The UK has been investing in strengthening the movement of persons with disabilities through its support to organizations of persons with disabilities (OPDs)[4], including the International Disability Alliance (IDA). The IDA is a global alliance of organizations of persons with disabilities (OPDs) that has outreach at all levels – global to regional to national. Through FCDO support IDA has been able to work on capacity building of persons with disabilities and OPDs, including through its world-leading Bridge CRPD-SDGs[5] training program. The UK government’s funding has supported our work on strengthening the capacity of OPDs at the grassroots including those from marginalized groups, as well as raise the profile of disability at the highest level of decision making within multilateral and bilateral mechanism. It has also enabled us to bring together OPDs to develop positions on critical issues such the implementation of SDG 4 on education in line with the CRPD[6], inclusive employment[7][8], among others. These are examples of ways in which FCDO funding has supported positioning OPDs and persons with disabilities as technical resources who can be equal partners in development rather than being passive beneficiaries. The UK support through the Inclusive Futures work has also led to creation of models on operationalising meaningful engagement of OPDs[9] and persons with disabilities and inclusive programming[10] that have been recognized as good practices.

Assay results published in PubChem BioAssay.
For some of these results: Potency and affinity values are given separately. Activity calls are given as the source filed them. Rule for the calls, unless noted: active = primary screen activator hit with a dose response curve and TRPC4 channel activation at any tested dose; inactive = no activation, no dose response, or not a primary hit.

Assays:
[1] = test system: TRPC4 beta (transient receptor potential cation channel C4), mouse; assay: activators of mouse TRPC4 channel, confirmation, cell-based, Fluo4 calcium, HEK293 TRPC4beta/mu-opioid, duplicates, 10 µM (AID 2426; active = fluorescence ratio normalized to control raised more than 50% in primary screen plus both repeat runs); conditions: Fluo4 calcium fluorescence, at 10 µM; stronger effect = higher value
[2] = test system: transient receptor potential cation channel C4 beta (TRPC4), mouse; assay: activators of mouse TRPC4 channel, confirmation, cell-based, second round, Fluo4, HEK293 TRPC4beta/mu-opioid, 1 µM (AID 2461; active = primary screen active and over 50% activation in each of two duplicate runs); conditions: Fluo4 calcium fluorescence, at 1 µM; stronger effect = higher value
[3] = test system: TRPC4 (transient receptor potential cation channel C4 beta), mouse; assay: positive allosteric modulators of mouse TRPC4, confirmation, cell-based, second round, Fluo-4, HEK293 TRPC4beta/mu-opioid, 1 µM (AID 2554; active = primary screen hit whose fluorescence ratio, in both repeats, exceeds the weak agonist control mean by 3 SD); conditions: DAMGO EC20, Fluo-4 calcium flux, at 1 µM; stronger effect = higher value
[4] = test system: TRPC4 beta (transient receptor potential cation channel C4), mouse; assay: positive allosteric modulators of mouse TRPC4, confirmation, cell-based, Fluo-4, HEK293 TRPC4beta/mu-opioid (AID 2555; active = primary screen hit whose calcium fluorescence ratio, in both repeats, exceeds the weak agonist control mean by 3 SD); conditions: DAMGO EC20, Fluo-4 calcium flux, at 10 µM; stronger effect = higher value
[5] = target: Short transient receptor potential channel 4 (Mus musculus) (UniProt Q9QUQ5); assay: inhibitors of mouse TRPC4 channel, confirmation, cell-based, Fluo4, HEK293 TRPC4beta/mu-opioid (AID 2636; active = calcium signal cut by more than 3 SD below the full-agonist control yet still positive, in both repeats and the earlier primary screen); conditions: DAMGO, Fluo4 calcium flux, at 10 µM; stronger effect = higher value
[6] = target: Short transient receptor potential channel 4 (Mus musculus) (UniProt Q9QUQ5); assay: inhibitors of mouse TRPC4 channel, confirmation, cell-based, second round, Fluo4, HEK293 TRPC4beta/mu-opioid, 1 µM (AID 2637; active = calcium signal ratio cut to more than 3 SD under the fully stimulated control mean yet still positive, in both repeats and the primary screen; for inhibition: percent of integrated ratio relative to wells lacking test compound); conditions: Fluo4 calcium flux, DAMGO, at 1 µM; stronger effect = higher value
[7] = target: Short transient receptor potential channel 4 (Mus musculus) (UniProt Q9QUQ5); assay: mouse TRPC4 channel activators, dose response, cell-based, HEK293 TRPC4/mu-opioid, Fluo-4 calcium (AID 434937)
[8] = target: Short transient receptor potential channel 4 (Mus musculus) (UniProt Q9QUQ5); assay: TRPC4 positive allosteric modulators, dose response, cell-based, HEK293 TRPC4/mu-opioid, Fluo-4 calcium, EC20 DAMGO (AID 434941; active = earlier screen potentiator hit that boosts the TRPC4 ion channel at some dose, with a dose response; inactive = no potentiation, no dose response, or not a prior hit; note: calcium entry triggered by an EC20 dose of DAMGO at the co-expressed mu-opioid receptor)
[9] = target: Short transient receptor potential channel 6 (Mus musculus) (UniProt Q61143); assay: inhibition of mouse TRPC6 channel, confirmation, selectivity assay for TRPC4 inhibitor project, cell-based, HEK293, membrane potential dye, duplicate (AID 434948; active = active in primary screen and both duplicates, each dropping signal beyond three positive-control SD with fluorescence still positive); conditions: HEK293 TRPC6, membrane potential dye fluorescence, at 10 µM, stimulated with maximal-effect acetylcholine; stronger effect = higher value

The new FCDO disability inclusion and rights strategy (2022-2030) and its impact on FCDO’s larger work on inclusive development & humanitarian work

The new FCDO disability & inclusion strategy comes at a time when multiple challenges are facing the world, all of which have very disproportionate impact on the lives of persons with disabilities. The COVID19 pandemic, the economic downturn and the cost-of-living crises have put persons with disabilities at an even greater risk of being left behind and having their rights violated. During the pandemic, the FCDO actively supported evidence gathering not only on the impact of the pandemic on the lives of persons with disabilities but also how it adversely impacted the functioning of OPDs – that are often the only link between persons with disabilities and policymakers. The new FCDO disability inclusion and rights strategy is cognisant of these recent challenges as well as other emerging issues impacting disability inclusive development and humanitarian action. It was developed in close consultation with OPDs and other experts to put diversity, intersectionality, and inclusion at the heart of FCDO’s programming. This strategy along with the FCDO guidance note on OPD consultation stands to have far reaching impact on how inclusive development and humanitarian funding and programming evolves in a post-pandemic world. It is significant to note that the strategy reinforces efforts to look at disability as a cross-cutting issue across all development and humanitarian work of FCDO rather than in a silo. The new FCDO women and girls’ strategy 2023-2030, for example, also includes the rights of women and girls with disabilities. It is hoped that similar intersection between disability and emerging areas of work such as climate action would also be triggered by the new disability strategy.